Jackie: Celebrities and reality shows, especially the Kardashians.

Julie: My friends, fashion magazines, blogs, and fashion history from the 1920s to the present.

5. Any fashion or style tips you would like to offer?

Jackie: It is good to stand out, but not always to follow.

Julie: Try out a lot of different looks to see what works for you.

– Jenna Ramiro, Staff Writer

Communication with a Purpose: Student Profile

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Courtesy of Dwaine Porter

Sophomore Dwaine Porter is involved in many on-campus activities. He serves as a student ambassador, torch leader, and treasurer for both the Resident Student Association and the Black Student Association. Overall, he is known as a people person and a talker.

“He is a bubbly person,” said Cody Koepke, senior and Resident Student Association president, “He is positive, kind, and interested in school.”

Dwaine Allen Porter was born on September 9, 1992 in Chicago. His father is a custodial engineer and his mother works in management. He also has an older brother, with whom he shares a close relationship.

“We are a group of loud and loving people,” said Porter about his family, “They’re my support system.”

Growing up, every day was full of adventure, and there was always something to do. Activities included going to the park, having barbeques and spending quality time with family.  Porter attended Lindblom Math and Science Academy, a small high school located in the West Englewood neighborhood of Chicago.

“I was the kid in class everyone hated,” Porter says with a laugh, “I always asked and answered questions in class.”

During high school, he actively participated in clubs and activities such as student government and the prom committee. He served as president of the Chinese language club throughout his entire high school career and participated in band for three years. He plays saxophone, trumpet, clarinet, piano, and flute.

After graduating in a class of 80 seniors, Porter started attending Dominican University in Fall 2010. It’s a second home to him and knows almost everyone he sees on campus. So far, his most memorable moments at Dominican involve being with his friends.

“I feel energized with a group of people,” said Porter, “Things aren’t planned, and we decide to get together spontaneously.”

He is currently a double major in marketing and corporate communications, taking the five-year BA/MA program with a minor in psychology.

“I was interested in communications because I like talking and talking to people,” he said, “and marketing is another way to talk to people and know what they want, and psychology is interesting and will help me in the long-run about how people think.”

For anybody who doesn’t know Dwaine Porter, junior and Black Student Union president, Jennie Bell said, “He is super easy to talk to and he is always helpful. He is one of my closest friends.”

In the future, he hopes to be happy with everything he does and direct people on how to change their own lives.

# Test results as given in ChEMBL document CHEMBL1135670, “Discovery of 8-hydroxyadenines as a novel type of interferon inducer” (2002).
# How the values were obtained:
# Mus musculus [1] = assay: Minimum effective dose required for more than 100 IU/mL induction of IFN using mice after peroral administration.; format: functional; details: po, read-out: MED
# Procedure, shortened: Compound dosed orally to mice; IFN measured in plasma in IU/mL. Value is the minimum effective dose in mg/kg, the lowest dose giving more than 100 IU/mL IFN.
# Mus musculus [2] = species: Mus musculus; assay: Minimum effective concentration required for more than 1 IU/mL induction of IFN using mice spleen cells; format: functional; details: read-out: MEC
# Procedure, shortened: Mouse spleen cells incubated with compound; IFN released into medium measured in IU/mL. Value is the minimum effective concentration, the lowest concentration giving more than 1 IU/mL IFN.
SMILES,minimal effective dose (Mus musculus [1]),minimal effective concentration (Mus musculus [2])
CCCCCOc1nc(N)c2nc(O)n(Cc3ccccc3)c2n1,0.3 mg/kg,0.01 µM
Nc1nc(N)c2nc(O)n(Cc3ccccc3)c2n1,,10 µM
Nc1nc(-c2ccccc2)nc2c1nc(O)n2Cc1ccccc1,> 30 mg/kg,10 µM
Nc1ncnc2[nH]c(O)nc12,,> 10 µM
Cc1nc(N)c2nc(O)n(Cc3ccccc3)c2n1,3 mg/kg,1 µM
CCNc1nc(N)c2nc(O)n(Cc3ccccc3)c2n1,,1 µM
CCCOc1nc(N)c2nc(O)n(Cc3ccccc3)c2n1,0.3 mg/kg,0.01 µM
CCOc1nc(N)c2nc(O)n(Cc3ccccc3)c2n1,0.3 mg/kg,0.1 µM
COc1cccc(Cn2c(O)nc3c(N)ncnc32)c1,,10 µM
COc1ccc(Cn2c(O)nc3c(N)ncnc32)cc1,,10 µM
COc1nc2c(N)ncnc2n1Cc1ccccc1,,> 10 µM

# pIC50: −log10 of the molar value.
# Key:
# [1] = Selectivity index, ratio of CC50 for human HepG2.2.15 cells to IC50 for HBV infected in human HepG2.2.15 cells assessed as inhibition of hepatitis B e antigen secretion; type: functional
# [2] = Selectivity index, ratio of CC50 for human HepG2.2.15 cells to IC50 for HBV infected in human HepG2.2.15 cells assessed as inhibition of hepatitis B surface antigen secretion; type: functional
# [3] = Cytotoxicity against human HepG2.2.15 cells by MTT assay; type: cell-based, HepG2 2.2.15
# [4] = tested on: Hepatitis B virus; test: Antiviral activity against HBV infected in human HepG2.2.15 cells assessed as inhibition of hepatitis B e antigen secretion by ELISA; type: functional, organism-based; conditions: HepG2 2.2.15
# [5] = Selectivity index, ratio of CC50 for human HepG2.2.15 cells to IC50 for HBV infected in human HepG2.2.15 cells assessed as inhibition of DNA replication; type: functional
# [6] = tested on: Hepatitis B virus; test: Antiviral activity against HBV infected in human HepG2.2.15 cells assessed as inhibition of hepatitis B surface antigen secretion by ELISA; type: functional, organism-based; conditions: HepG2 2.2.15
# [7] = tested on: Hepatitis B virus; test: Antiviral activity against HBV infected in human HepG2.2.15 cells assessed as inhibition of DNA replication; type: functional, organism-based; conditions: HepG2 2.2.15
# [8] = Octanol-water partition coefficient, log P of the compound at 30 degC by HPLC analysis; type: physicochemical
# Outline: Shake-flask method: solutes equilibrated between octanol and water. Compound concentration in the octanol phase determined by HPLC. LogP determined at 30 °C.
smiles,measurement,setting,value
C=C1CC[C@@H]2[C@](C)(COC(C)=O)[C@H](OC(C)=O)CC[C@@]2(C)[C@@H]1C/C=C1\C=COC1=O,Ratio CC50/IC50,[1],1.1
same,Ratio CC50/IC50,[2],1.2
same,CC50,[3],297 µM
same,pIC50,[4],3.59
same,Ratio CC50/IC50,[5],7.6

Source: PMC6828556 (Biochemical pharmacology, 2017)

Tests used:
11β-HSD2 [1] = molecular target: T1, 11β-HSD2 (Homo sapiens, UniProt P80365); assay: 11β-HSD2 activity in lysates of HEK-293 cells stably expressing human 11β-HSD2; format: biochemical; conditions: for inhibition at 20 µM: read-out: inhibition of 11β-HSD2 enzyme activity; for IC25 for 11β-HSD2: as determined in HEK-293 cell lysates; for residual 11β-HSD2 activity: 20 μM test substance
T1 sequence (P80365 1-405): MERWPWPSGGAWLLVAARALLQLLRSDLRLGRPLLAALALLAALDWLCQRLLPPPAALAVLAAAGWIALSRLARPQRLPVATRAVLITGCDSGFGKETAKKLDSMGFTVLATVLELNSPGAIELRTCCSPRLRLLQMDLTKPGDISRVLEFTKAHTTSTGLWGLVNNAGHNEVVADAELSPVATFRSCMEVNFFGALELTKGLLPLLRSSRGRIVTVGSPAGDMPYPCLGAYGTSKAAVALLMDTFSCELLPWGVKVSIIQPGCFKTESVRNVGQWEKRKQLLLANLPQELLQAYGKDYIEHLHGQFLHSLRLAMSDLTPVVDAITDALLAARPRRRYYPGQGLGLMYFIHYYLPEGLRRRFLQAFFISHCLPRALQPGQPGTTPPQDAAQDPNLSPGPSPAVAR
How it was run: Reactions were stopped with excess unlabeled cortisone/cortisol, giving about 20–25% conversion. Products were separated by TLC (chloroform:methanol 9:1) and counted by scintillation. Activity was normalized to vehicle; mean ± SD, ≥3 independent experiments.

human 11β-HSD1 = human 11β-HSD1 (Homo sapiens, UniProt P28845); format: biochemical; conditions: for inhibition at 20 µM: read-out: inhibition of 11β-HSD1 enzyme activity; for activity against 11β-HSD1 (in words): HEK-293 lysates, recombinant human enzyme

As for a potential career, Porter would like to be involved in student affairs at a college or university and possibly giving people the information to make decisions on their own.

Jenna Ramiro, Staff Writer

The Fashion File

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Best friends Taqueeta Sherrod, senior, and Elizabeth New, junior, talk about their style preferences and fashion advice to other fashionistas.

Describe your overall style.

Taqueeta: Classy, conservative, and business-like.

Elizabeth: I’m kind of versatile with my style.  I like to try preppy, urban, chic, and nerdy; I like to do it all. I get bored with the same look.

What are your favorite clothing stores to shop at?

Taqueeta: Dots, A`gaci and Charlotte Russe.

Elizabeth: Charlotte Russe, A`gaci, Mandee and Rainbow.

What is your favorite item of clothing or accessory?

Taqueeta: Bracelets because they accent your outfits and fitted shirts show off your curves.

Elizabeth: Earrings because they bring out your face and accentuate your outfit. Also, I bought my first fedora hat in March and I thought it looked hot!

Who or what influences your fashion choices?

Taqueeta: God–because I ask him what I should wear, and he gives me an answer.

Elizabeth: I get my influences from magazines, E! News and people around me to try something else. God, too, because he gave me a creative mind.

Any fashion or style tips you would like to offer?

Taqueeta: Try to dress sexy-modest because you can try to be sexy without revealing a lot of skin.

Elizabeth: Check yourself before you wreck yourself. If you have a certain style, be fierce, fabulous and have fun.

Jenna Ramiro, Staff Writer

The Fashion File

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What outfit did you pick for today?
Danielle: The dress is made by Prairie Underground, an American company that uses organic cotton. Also, Grey Memoi tights with thigh high socks, hunter boots and a fair-trade Indonesian scarf.


Alex: I’m wearing a DJ scratcher icon graphic tee, fitted jeans and high-top sneakers along with a leather jacket.

Why did you choose this outfit?